Specifically, SMT-type solder tails 21 of the lower rows of signal terminals 19 arranged in the single coplanar linear array at the front side of insulating housing 18, SMT-type solder tails 21 arranged in the single coplanar linear array at the rear of insulating housing 18, and horizontal feet 30a of leg pieces 30 are soldered to selected conductors such as conductor lands or conductor pads on the printed circuit board according to known surface mounting practices. The required solderings are effected simultaneously in a single step. The DIP-type solder tails 29 of lower grounding terminals 27 arranged in a single linear array are inserted in selected conductive through-holes in the printed circuit board, and can also be soldered simultaneously with SMT-type to solder tails 21 and horizontal feet 30a by coating the conductive through-holes with reflow-soldering material and by heating the underside of the printed circuit board. The soldered portions of the terminals are visually exposed on the printed circuit board after the soldering process since the shell assembly is not yet assembled thereto, thereby permitting inspection and correction of all of the solder joints.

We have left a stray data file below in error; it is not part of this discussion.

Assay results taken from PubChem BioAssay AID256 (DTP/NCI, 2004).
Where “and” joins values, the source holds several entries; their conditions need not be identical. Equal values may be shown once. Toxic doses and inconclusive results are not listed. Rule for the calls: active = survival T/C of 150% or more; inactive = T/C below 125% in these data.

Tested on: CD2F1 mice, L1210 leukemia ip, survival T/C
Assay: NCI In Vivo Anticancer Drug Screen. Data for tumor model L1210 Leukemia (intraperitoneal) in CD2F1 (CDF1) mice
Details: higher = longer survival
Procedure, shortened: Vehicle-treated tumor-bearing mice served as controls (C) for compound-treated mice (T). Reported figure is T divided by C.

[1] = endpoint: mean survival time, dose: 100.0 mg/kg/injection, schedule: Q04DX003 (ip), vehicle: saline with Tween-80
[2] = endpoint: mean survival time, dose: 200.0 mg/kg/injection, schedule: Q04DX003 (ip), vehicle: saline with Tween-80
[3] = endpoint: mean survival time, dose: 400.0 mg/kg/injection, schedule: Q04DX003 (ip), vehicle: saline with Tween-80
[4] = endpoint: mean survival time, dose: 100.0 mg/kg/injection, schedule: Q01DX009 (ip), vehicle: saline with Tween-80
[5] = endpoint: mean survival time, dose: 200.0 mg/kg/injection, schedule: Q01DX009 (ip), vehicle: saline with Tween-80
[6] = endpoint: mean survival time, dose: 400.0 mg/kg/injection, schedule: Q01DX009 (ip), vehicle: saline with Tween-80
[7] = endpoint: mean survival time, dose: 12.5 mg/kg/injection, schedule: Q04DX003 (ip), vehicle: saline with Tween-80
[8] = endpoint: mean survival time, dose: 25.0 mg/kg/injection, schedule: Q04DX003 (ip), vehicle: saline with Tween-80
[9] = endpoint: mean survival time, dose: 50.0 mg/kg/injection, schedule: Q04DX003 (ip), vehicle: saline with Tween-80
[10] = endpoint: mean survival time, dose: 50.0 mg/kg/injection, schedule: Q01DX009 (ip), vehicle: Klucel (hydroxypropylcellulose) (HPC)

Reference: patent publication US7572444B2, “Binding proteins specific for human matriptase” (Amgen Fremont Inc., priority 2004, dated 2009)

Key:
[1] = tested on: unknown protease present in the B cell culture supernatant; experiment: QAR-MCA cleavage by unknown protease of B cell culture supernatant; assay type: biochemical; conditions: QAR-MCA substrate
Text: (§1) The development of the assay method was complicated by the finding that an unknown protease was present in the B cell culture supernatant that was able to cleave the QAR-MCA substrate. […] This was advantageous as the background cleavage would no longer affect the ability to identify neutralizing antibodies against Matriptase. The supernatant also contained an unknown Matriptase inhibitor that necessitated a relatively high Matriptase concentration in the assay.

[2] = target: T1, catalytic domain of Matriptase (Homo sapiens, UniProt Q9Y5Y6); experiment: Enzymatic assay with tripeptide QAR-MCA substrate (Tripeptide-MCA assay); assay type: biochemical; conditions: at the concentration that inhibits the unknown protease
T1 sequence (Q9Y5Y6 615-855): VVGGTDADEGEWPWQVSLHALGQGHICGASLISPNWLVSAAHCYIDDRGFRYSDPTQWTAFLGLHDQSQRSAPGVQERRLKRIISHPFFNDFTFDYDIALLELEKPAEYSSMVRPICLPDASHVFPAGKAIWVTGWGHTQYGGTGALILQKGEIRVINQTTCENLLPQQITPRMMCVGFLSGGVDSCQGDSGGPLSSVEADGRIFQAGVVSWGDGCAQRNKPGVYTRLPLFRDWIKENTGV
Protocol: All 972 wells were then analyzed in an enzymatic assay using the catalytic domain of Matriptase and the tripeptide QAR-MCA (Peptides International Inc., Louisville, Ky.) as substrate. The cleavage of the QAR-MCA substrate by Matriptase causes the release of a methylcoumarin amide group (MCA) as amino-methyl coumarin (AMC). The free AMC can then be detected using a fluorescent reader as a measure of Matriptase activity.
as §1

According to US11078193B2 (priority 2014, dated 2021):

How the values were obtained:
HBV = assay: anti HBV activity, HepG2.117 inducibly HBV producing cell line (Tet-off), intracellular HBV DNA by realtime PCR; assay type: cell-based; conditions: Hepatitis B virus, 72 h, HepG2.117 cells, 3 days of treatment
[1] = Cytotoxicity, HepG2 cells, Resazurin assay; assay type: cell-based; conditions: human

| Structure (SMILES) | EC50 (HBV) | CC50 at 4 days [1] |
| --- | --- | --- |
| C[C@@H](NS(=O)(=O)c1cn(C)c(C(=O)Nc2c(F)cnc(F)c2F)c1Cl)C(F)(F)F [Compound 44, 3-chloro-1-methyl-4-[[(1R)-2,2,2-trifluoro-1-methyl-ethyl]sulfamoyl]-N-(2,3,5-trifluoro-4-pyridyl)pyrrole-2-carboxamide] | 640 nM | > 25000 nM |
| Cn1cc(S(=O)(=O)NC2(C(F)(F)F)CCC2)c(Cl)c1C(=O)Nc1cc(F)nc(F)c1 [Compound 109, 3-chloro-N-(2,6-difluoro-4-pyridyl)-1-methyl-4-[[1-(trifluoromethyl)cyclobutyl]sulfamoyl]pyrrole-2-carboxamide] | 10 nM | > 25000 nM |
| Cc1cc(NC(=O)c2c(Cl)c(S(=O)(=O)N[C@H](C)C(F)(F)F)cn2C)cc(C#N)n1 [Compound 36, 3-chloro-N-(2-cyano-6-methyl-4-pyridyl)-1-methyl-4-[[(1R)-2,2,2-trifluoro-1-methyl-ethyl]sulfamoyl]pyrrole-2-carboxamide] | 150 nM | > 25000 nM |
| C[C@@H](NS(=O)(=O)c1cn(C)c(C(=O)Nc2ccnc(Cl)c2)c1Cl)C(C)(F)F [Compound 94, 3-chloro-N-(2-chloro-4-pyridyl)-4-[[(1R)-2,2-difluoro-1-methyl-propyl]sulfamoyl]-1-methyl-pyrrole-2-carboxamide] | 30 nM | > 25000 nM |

The location of solder tails 29 of grounding terminals 27 in the area already occupied by insulating housing 18 on the printed circuit board contributes to a significant reduction of the area occupied by the pin connector assembly. Furthermore, the single row of solder tails 29 of grounding terminals 27 permits a significant reduction in the area on the printed circuit board where the conductive through-holes are drilled, compared with the area which would otherwise be occupied. The soldering of solder tails 29 of the grounding terminals 27 to the grounding circuit of the printed circuit board has the effect of enhancing the overall grounding effect in the card connector. Also, the strength with which pin connector assembly 3 is fixed to the printed circuit board is increased by soldering solder tails 29 of grounding terminals 27 to the ground circuit of the printed circuit board.